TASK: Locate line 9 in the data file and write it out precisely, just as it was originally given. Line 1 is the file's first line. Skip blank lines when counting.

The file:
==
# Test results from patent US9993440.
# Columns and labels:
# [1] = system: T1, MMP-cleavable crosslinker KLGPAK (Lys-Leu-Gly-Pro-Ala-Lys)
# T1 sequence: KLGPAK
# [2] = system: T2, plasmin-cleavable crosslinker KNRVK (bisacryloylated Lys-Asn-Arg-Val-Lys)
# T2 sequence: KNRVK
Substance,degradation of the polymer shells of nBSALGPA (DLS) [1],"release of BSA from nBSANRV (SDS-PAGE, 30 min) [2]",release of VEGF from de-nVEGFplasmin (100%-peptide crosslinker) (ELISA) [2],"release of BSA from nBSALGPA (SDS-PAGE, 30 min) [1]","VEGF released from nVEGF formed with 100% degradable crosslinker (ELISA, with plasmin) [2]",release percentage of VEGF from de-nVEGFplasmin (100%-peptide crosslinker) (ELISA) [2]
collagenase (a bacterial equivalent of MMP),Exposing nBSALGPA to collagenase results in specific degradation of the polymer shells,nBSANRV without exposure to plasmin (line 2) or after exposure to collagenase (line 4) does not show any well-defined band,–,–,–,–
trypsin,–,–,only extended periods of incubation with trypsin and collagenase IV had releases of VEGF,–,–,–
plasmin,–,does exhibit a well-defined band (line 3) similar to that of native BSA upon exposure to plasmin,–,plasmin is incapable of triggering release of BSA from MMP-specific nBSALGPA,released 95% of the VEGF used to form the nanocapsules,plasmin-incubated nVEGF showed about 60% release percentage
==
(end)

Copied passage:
trypsin,–,–,only extended periods of incubation with trypsin and collagenase IV had releases of VEGF,–,–,–